For MOCA director Klaus Biesenbach, 2020 started with a housewarming party. He had just moved into an industrial space in Downtown L.A., originally a sewing machine factory, and hosted a barbecue complete with a firepit and a pizza oven outside. The party drew a good mix of artists, including Mary Weatherford, Barbara Kruger, Doug Aitken, Rafa Esparza, and Simone Forti, who said she was “first to arrive and last to leave”—a minor feat at age 85. A few celebrities showed up as well, including Ricky Martin, a friend of Biesenbach’s whose art-circuit appearances are rare enough that most everybody mistook him for a man who looked a lot like Ricky Martin.
Biesenbach’s home, for its part, could pass for an art gallery, as L.A. dealers like David Kordansky and Jeffrey Deitch (himself a former MOCA director) have transformed similar warehouses with concrete floors and wood bow-truss ceilings into cavernous showrooms. But this space, a few blocks west of Staples Center, has no art—also no bookshelves, no clutter, and less furniture than your average gallery. There is just a bed that can be wheeled into an alcove; two stainless steel tables, also on wheels; half a dozen chairs; and an electric bike—the latest example in Biesenbach’s long history of living rigorously and thoughtfully amid very few things.
“I thought, using the old logic of urban density and proximity, that it would be very nice to have a place near to MOCA,” he told me recently. It was, he added, an alternative to the New Yorker’s Hollywood dream of a big house up in the hills with a pool—what he calls the “house as convertible” fantasy of L.A., all sunshine and wind in your hair. “I thought it would be wonderful to have a house that’s more like a truck, more utilitarian, more a tool than a lifestyle.”
While the truck analogy might sound a little strange coming from someone who doesn’t drive (Biesenbach avoided getting his license as a teen in Germany, he says, for fear that if he did, he would never leave his small town there), his vision of his home as a social space reflects just how important mingling is to any museum director’s job. But Covid upset those expectations, like so many others, and the property instead became a dramatic frame for Biesenbach’s solitary work-from-home routine, the daily rhythms of his pet goose, named Cupcakes, and the slow growth of dozens of potted plants in his greenhouse, which runs outside one wall of the warehouse.
Biesenbach, 54, was hired in 2018 as MOCA’s director, and is set to become its artistic director later this year, when he cedes some managerial duties to a new executive director. He has faced extraordinary challenges in recent months. Fully closed per Governor Gavin Newsom’s orders, the museum lost about a quarter of its $20 million annual revenue. Last spring, Biesenbach laid off 97 part-time staffers, in areas like visitor services. At the same time, he furloughed about 30 full-time employees, but was able to bring that group back over the summer, thanks in part to PPP loans. With the help of the board, he was able to keep the museum’s budget balanced.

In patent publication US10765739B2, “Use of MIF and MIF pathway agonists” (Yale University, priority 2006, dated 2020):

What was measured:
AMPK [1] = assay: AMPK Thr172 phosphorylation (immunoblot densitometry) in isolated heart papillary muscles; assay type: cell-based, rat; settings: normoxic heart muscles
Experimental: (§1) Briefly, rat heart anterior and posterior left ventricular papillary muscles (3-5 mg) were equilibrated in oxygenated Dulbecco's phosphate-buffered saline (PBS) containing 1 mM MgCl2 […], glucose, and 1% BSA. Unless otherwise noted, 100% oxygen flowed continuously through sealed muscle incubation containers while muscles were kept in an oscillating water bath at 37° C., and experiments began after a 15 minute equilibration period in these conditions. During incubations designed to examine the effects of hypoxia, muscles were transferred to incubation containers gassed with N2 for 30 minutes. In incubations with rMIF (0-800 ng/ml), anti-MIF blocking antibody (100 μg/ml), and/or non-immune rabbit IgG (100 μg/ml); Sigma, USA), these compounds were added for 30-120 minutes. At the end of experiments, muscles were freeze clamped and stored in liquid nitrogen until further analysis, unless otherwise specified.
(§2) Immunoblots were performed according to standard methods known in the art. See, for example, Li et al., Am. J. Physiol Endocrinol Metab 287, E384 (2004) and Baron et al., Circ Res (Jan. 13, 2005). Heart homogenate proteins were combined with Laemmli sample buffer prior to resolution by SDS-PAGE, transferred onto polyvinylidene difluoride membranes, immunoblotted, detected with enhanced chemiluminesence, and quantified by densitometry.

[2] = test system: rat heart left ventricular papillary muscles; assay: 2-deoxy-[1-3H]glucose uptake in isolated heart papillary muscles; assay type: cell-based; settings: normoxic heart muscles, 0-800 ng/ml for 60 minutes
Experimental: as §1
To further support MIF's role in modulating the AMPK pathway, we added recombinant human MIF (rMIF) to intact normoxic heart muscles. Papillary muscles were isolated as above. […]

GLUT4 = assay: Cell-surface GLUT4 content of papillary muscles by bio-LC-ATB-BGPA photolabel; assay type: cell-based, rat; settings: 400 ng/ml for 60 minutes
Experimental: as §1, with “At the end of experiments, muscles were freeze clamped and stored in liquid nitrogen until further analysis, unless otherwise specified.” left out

He also faced a creative quandary: how to keep MOCA’s purpose and mission alive at a time when its doors were closed to visitors. Biesenbach’s response over time was to produce two online series of artist videos. And in this way, his home did play a supporting role. Instead of becoming a social space, the warehouse became a social media hub: an ad hoc production studio that serves as the sparse, but leafy, setting for his MOCA-TV videos.
One series, begun during the initial lockdown of spring 2020 and still going, consists of two-hour-long Zoom-based studio visits that Biesenbach does with leading artists. Each includes a slideshow he creates reviewing the artist’s work—a digital retrospective of sorts. “I think people missed being in a room of like-minded people talking about something different than Covid or Trump,” he said. Forti, the artist--dancer-choreographer-writer, who has an upcoming MOCA show and who opened up her studio for one visit and tagged along for others, said she was impressed by Biesenbach’s receptiveness to artists’ ideas: “He’s a very sweet person, and very respectful of artists in a natural way.” (As for the warehouse, she said, “It could be a great dance studio, if it had wood floors.”)
The other project, begun this year, is an Instagram Live series called MOCA Mornings, set in Biesenbach’s greenhouse, in which he asks artists for advice on getting through the pandemic. Drawing on his considerable following and his knack for asking earnest, open questions (he gently begins sessions with a version of “How are you?” before moving on to “What are you working on right now?”), these 15-minute segments have proved instantly popular. A recent MOCA Mornings chat with Virgil Abloh, who spoke of the urgency of “using this moment to digest history” and what he liked about the 2019 Halston documentary, drew about 40,000 viewers.
The programs help to continue the conversations that sustain the global art world—and also offer vicarious travel when so many national borders, not to mention art fairs, are closed. “The studio visits were a way I could be of service to the museum without putting anyone in danger. Everyone stays at home, nobody gets together, and we’re visiting artists where they are,” Biesenbach said. “We visited Camille Henrot at her parents’ house in the French countryside. Korakrit Arunanondchai was in Bangkok. William Kentridge was in his studio in Johannesburg. It’s incredible that while you’re so local, you can be so international.”